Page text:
Thursday, April 09, 2009

Online finance flaw: Recession humor at Citibank's expense

It should come as no surprise that Citibank would turn up in the Online Finance Flaws series.
Given their active role as root cause participant in our current economic downturn, Citibank has managed to invoke the ire of more than one critic.
The lesson I'll offer here is a simple one, unrelated to economics.
If you outsource development, and fail to manage the process, including the security development lifecycle (SDL), or lack thereof, you put your enterprise at risk.
I admit I am assuming outsourcing in this scenario, but I believe given that the vulnerability was found in a Citibank Hungary offering, I don't think I'm off the mark.
Citibank ignored me entirely so I decided to pass the findings off to the Microsoft Vulnerability Research (MSVR) program and see if the team could make contact with the right folks. The MSVR program is both very young, and in a current state of transition, but they obviously had success as the following vulnerability has been repaired. Hopefully I'll be able to provide more detail on this program in the future.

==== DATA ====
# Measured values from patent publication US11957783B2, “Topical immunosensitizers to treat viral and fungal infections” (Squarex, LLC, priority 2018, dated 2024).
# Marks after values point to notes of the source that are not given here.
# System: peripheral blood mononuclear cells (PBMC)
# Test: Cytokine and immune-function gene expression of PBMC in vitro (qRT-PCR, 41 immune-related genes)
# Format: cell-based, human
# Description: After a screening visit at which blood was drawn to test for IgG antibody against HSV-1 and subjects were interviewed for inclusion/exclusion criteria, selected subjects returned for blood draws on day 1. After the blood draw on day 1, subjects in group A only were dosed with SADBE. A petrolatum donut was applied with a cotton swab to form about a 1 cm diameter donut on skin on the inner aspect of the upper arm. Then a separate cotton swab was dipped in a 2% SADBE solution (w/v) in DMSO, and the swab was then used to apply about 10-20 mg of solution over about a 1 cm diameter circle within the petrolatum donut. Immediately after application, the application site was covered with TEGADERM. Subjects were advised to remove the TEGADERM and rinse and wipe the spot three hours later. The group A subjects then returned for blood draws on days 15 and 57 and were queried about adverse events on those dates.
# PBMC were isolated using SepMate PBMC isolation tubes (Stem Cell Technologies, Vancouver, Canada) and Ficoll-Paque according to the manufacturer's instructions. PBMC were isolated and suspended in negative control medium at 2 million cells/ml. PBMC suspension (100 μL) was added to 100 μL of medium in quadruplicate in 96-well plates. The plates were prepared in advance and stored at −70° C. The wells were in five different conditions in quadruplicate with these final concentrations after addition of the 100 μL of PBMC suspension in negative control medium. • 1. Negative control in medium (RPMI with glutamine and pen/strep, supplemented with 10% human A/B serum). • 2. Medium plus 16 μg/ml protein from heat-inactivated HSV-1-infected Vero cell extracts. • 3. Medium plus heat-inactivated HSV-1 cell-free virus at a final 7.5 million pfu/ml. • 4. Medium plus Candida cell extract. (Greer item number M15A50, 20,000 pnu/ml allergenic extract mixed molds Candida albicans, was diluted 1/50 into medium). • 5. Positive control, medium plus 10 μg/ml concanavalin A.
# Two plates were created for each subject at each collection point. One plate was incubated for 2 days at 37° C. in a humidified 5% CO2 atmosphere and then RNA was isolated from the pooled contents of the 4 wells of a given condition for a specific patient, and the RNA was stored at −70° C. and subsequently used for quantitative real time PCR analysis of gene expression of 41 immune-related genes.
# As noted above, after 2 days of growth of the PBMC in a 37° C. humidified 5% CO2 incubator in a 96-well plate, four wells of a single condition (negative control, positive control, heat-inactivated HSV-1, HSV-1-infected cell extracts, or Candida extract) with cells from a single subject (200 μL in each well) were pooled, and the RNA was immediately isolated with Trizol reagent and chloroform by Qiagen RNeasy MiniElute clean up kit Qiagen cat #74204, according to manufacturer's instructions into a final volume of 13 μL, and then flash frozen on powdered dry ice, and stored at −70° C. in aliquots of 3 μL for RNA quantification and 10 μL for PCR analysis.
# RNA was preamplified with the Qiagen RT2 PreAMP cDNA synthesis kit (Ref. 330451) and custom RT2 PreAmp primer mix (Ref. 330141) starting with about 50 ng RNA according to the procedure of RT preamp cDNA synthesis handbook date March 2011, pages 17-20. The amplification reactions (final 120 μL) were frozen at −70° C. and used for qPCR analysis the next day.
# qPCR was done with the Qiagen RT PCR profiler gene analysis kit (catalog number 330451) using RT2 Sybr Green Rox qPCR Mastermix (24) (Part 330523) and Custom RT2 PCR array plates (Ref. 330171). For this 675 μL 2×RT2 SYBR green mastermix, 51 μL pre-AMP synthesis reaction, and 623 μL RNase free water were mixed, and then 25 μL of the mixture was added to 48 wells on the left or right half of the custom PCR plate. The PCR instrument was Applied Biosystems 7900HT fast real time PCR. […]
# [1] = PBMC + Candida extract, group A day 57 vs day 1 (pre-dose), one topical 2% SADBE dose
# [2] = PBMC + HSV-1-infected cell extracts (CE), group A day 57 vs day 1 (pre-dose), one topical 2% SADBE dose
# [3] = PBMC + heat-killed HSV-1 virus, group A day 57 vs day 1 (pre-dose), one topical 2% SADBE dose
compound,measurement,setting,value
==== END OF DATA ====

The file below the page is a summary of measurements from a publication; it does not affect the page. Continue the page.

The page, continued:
Citibank Hungary suffered from a cross-site scripting (XSS) vulnerability at the from variable as submitted to the form.jsp script.

It afforded me ample opportunity to inject a little humor (pun intended).
Here's the video if you'd like the long version; please note all the "security" references I capture prior to finding the site to be in complete contradiction to those references.

The following screen shot captures the essence of the message.

Here's the string resulting in the above screen shot, to give you injection context.

All security implications apply here: phishing, PCI, damage to brand and reputation, risk to consumers, etc.
That said, it appear that just a few of the kabillions of bailout dollars bestowed upon Citibank might have gone to a web application protection mechanism applied globally to all Citibank sites.
I'd love to say it came on the heels of this vulnerability being disclosed to them, but alas, I'll likely never know.
As I poked about to see what sort of results the old vulnerabilities generated, as well as poking for any other lapses, I universally received this URL.
It shows a 404, but the implications are something WAF-like is nailing common Javascript strings, given that the URL declares /domain/spoof/intercept.
Makes me feel good to see my tax dollars hard at work. ;-)

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